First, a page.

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Footnotes to History

The nations you didn't learn about in high school geography.

James L. Erwin has created a wonderful resource called The Atlas of Forgotten Nations. In it, he lists countries you never heard of, either because they were too small, too short-lived or never recognized by the world. For example:

Abalonia- The USS Abalonia was a concrete cargo ship, constructed for the purpose of becoming an independent nation. The company which built it hoped to anchor it in rich shellfish beds on the Cortes Bank, 100 miles off the coast of San Diego, and claim jurisdiction over the area. Shortly after the Abalonia's launch in 1969, it foundered and sank, nearly killing the crew. In the wake of the Abalonia fiasco, a second company began plans to build a platform on the Cortes Bank and declare it the nation of Taluga. The US government quickly gave notice that the Cortes Bank, as part of the continental shelf, fell within its jurisdiction.

The Web of Knowledge

Everything is Connected

I love history to begin with, and James Burke's Connections series was my cup of tea. More to the point, it told me how that cup of tea led to the development of radio astronomy (Connections 2, episode 6).

Sgt. Grump pointed me to a Wired News story that tells of Mr. Burke's endeavor to create The KnowledgeWeb Project. The KnowledgeWeb system is being designed to present knowledge in an interconnected way that allows for an infinite number of paths of exploration between people, places, things, and events. Read more here.

Programmers and writers wishing to connect the historical dots are needed to help build K-Web. You can sign up to volunteer to help HERE.

And if you have an hour, go to The Smithsonian Associates web site to listen to an entire taped lecture, given by Burke in support of his new book. It's fascinating stuff.

Old Movies On-Line

Sgt. Grump has found a site that contains about a thousand public domain movies dating from 1906 thru the 1970's. It includes government, military, business, and amateur films: Documentaries, propaganda, educational films--you-name-it. Examples, but by no means limited to:

There are films here that you'll remember seeing in grade school. And on Mystery Science Theater 3000 as "filler" material!

The Internet Archive contains more than old movies, however. They have created something called "The Wayback Machine" (after Mr. Peabody & Sherman's cartoon time machine) that allows you to view stored web pages the way that they appeared at an earlier point in history. So far, the collection contains 10 billion pages from 1996 to the present.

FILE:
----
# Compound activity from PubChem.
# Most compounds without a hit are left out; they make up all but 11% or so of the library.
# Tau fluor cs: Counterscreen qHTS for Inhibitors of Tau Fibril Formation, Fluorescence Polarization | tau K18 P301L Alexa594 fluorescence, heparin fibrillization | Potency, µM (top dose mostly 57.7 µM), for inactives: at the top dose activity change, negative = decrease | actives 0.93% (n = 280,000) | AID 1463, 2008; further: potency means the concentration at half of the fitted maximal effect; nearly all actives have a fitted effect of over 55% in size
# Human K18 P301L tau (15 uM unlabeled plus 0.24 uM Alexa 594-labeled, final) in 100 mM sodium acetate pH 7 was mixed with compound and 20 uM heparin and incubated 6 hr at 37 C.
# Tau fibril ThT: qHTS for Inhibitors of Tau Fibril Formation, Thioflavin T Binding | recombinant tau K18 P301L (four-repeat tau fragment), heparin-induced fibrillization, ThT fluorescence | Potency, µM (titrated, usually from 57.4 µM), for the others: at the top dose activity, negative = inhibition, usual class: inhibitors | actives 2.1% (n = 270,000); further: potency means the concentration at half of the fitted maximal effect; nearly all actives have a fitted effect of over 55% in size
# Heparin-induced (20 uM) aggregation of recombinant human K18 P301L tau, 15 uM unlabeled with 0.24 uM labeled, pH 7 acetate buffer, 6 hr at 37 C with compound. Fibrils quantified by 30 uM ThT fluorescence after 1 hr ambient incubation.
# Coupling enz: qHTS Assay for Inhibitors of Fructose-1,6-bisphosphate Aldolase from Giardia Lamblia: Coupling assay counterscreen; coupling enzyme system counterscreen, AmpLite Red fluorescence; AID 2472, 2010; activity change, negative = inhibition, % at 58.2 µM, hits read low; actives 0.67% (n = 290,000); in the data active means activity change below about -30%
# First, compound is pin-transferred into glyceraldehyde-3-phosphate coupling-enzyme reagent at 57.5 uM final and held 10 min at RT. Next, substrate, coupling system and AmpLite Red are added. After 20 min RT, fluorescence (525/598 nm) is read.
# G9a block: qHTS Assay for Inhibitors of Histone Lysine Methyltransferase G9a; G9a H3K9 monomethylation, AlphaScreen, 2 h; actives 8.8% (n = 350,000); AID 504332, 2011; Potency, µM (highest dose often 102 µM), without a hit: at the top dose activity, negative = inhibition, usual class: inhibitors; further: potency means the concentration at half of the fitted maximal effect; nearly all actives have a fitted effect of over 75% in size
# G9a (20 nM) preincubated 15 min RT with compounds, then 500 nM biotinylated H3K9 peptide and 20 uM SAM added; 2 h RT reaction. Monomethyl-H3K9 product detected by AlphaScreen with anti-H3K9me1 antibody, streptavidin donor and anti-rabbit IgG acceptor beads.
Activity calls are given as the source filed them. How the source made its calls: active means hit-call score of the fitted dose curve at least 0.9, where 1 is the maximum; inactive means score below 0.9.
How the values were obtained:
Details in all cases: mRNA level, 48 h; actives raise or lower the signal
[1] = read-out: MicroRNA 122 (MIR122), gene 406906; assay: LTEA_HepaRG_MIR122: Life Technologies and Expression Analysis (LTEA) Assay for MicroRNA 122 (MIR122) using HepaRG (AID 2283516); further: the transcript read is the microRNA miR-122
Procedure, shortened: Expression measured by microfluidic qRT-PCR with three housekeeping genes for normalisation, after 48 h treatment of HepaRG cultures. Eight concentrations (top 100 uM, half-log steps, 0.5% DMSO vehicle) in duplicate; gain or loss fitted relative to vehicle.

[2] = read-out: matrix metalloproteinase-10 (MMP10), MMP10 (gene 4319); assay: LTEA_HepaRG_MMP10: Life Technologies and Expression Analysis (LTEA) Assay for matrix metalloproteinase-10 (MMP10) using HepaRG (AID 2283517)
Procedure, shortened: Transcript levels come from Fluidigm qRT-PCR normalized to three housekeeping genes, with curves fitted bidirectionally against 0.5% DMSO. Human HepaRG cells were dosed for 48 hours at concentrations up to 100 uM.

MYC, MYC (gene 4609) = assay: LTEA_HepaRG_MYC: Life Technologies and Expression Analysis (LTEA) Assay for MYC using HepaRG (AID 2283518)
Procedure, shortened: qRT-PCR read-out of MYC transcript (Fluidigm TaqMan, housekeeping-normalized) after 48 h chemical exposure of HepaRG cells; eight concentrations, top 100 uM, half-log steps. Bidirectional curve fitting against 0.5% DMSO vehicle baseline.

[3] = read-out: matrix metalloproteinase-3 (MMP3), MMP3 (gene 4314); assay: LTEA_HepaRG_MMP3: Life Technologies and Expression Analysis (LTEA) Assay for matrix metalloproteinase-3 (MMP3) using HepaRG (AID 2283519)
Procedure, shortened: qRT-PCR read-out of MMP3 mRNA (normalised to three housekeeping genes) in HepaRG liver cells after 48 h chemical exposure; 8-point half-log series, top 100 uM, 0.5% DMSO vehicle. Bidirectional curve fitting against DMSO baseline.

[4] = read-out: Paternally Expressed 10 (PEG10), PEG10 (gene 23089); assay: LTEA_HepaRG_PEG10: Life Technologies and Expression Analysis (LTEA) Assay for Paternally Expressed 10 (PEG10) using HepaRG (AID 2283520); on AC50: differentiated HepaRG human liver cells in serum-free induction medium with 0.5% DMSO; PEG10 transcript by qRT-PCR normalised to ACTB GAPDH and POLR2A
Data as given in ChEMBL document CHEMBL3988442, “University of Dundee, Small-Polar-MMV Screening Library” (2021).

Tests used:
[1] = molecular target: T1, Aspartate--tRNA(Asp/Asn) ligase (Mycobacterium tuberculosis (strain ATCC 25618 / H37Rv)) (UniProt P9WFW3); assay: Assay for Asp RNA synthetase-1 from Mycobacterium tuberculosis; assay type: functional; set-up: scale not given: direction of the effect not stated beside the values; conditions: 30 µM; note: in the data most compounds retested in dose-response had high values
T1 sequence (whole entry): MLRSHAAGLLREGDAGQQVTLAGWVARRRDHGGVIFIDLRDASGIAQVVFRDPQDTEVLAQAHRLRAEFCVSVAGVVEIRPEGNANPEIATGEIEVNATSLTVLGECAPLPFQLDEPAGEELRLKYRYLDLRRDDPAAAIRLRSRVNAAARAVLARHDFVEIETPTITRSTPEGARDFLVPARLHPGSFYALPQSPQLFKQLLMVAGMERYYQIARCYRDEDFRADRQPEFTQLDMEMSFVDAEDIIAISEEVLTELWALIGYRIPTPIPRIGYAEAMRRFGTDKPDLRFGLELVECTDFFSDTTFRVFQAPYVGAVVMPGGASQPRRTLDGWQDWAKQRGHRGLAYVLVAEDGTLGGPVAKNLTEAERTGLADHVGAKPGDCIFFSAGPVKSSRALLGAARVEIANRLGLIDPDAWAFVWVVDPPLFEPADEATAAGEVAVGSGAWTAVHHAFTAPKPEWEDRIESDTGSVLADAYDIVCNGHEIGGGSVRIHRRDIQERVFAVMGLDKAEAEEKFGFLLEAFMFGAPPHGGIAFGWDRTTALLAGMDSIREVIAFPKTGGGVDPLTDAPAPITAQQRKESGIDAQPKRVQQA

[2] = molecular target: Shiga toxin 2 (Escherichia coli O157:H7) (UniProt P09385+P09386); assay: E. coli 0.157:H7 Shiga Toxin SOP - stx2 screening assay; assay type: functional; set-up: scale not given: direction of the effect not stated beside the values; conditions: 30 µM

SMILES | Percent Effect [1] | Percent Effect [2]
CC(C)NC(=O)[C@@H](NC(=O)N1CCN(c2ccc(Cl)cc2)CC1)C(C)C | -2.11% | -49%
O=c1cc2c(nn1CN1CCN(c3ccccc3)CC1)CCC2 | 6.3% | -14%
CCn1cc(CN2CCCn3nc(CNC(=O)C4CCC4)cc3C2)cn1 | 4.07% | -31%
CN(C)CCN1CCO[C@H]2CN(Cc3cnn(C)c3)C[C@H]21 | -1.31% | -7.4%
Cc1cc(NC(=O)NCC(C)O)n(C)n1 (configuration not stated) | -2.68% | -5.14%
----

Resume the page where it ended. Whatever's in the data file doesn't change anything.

Civil War Soldiers & Sailors System

On-Line Database from the National Parks System

If you know that one of your relatives served in the Civil War, the Civil War Soldiers and Sailors System is a new database of basic facts about servicemen who served on both sides during the Civil War. The Names Index Project is a project to enter names and other basic information from 5.4 million soldier records in the National Archives. The facts about the soldiers are being entered from records that are indexed to many millions of other documents about Union and Confederate Civil War soldiers maintained by the National Archives and Records Administration.

Other information will include: histories of regiments in both the Union and Confederate Armies, links to descriptions of 384 significant battles of the war, and other historical information. Additional information about soldiers, sailors, regiments, and battles, as well as prisoner-of-war records and cemetery records, will be added over time.

Today in History

This is a neat link to see what happened on this date.

Library of Congress American Memory Collection - Today in History

An On-Line Gotha

A huge family tree of all European royalty.

This site breaks down each of the royal houses in Europe--from the Romanov Tsars of Russia to the Princes of Monaco--and tells you how they are related. It's a giant genealogical garden of goodness!

An On-Line Gotha

History of the Guitar

From the lute to the gittern, from classical to electric, this article at Guitar.com takes you through the history of my favorite instrument.

History Links


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